Bandit 1970-72, 349cc, OHC twin, 345lb, Prototype

Announced at the last Major Motor show, this twin was state of the art alloy engineering designed by Bert Hopwood. Carrying many of the now established Japanese components, such as electric start, indicators, twin overhead cams, it is a shame that it never made the production line, as tests proved it to be a good bike.

5T Speed Twin 1937-58, 490cc, ohv twin, 375lb, 65mpg, 90mph

Famous Speed Twin which was ahead of it’s time in many ways, but was a handful when taking corners fast. Plagued with oil leaks, vibration and noisy rattles as well as poor handling the engine was just taken from the pre-war model, original 1937. Adopted the famous nacelle in 1949.The rear sprung hub is complex and lacks spare parts,1955 saw the swinging arm frame.

T100 Tiger 100 1939-57, 490cc, ohv twin, 370lb, 60mpg, 100mph

Pre-war model with telescopic front forks added in 1945, this was the sports version of the 5T. The all alloy engine is rather noisy. The early models had rigid rear end or sprung hub, which were eventually replaced by swinging arm in 1955, but this did not radically improve it’s handling.

TR5 Trophy 1949-58, 490cc, ohv twin, 370lb, 60mpg, 100mph

An off road version of the Speed Twin with alloy top end and a shorter frame. There was a “C” model which stands for competition. Triumph made several models in this specification, which were export models aimed at the USA for off-road riding. Usually it entailed, high level exhaust pipes, high wide handle bars, small headlight, non-valanced mudguards, off-road tyres, energy-transfer ignition, lowered gearing, smaller petrol tank and stiffened frame.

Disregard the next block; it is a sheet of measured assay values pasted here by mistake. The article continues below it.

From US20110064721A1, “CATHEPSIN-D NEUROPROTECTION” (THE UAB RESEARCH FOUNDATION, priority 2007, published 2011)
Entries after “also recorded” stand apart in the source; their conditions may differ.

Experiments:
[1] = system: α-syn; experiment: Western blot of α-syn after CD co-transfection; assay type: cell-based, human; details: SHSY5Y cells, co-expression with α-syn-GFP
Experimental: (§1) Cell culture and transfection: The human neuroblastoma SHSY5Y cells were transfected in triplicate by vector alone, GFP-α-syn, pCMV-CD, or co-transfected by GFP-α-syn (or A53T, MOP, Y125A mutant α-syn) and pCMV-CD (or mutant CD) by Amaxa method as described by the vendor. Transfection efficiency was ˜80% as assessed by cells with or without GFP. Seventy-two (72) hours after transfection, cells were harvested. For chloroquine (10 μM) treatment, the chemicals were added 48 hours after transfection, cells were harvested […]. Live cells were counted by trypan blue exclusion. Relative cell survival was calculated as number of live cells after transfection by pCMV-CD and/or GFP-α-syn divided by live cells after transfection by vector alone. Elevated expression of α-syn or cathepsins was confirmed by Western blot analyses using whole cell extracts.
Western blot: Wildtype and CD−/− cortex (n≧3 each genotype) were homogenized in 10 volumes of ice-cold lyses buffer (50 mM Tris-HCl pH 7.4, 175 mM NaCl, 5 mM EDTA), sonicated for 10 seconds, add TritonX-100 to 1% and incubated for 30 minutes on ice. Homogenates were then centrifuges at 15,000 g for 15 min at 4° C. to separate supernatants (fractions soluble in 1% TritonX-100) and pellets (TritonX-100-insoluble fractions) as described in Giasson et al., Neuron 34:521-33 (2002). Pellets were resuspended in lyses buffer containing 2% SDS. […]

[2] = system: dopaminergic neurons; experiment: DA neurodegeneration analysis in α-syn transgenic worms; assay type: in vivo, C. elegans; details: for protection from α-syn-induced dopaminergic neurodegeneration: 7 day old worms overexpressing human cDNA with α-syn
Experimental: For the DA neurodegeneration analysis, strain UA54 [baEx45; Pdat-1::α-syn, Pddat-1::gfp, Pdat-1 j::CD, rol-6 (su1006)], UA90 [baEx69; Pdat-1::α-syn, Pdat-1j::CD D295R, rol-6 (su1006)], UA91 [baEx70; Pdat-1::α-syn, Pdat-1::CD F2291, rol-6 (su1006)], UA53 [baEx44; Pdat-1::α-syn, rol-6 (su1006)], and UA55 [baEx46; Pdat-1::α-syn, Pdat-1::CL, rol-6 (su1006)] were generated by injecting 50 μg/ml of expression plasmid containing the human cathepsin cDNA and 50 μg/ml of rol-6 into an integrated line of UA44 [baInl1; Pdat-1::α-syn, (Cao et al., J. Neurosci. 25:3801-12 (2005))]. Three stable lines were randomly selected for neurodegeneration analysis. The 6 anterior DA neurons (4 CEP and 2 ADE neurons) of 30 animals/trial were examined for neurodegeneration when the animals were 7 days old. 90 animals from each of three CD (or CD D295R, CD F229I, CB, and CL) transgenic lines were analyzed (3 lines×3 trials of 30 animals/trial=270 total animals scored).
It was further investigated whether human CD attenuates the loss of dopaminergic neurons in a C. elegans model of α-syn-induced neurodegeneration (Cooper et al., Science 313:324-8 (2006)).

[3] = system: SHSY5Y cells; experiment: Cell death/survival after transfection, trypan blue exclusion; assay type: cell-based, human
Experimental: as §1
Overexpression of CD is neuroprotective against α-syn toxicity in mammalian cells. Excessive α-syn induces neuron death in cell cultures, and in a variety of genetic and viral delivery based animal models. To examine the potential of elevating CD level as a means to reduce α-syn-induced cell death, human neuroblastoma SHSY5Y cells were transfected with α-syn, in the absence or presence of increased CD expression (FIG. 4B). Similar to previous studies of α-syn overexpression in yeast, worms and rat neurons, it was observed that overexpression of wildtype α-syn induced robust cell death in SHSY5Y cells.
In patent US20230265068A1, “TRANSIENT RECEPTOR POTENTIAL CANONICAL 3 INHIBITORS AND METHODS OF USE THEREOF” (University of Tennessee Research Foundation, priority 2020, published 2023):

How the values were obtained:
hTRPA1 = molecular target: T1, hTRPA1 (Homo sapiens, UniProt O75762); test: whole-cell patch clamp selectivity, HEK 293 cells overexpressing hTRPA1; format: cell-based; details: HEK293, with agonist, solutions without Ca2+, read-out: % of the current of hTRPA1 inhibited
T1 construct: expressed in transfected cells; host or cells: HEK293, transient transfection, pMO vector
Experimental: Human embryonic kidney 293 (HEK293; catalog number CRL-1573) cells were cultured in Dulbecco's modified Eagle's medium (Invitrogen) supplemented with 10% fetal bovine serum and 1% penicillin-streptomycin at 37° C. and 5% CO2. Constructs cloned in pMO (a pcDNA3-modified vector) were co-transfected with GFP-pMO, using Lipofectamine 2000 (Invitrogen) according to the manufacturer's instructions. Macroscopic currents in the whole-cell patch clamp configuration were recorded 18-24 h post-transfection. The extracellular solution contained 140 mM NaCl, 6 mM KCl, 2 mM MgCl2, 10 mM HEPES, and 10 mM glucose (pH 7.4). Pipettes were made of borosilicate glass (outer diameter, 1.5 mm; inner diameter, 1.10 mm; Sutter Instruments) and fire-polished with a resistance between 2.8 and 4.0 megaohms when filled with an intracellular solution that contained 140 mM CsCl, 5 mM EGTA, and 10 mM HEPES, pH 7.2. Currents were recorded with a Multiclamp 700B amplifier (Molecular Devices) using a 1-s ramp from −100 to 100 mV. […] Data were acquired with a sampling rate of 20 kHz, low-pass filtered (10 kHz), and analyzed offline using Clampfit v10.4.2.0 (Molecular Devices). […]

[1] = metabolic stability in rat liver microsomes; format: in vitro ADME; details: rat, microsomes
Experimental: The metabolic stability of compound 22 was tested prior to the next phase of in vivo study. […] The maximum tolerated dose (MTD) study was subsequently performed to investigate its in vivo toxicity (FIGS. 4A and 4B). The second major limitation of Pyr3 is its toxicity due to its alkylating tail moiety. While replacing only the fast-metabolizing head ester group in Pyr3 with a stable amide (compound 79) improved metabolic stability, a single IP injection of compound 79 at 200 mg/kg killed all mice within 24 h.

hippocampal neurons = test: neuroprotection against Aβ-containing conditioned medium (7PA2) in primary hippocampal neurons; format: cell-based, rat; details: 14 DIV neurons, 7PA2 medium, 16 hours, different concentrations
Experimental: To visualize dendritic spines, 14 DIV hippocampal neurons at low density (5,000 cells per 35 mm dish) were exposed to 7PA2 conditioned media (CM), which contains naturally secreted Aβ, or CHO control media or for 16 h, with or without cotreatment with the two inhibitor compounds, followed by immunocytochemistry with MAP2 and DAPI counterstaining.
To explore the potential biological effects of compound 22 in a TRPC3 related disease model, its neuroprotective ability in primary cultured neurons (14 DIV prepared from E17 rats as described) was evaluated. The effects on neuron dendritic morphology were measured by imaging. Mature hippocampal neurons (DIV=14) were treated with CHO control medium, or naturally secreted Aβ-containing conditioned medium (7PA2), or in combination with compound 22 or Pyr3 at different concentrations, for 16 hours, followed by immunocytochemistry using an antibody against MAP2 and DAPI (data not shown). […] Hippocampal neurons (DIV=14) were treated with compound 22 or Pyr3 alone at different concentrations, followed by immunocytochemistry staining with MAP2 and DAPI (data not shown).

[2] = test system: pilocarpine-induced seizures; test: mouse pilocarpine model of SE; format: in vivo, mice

5TA Speed Twin 1959-60, 490cc, ohv twin, 375lb, 65mpg, 90mph

Basically an updated Speed Twin which retained the same colour scheme of Amaranth red.

T100A/SS/C, 1960-71, 499cc, ohv twin, 340lbs, 70mpg,100mph

Unit construction Tiger based on the 5TA fitted with ‘bathtub’ rear enclosure which was not popular at the time. 1961 saw the T100SS with the half bathtub. Improvements came in 1967 with a better frame and in 1969 with TLS drum front brake. The 1970 T100C suffered from poor build quality but had nice chassis and single carb giving performance and economy.

T100T/R Daytona 1967-73, 499cc, ohv twin, 340lbs, 65mpg, 110mph

Twin carb version the Daytona was a nice looking bike but not a great improvement on power. 1968 T100C had twin mid-level exhaust pipes running down the left-hand side. 1970 came the T100R not a great improvement .

TR5MX Avenger 1973-74, 499cc, ohv single, 340lbs, 60mpg, 85mph

Really a BSA B50MX with Twin silencers from one exhaust.

TR5T Adventurer 1973-74, 490cc, ohv twin, 330lb, 50mpg, 80mph

Triumph twin engine in a BSA street scrambler frame. Rare. Pleasantly vibratory with rugged good looks.

TRW 1948-65, 500cc, sv twin, 375lb, 65mpg, 70mph

Old side-valve brute that was popular with the military. Suffered from poor fuel economy. Many parts borrowed from the Trophy trials range.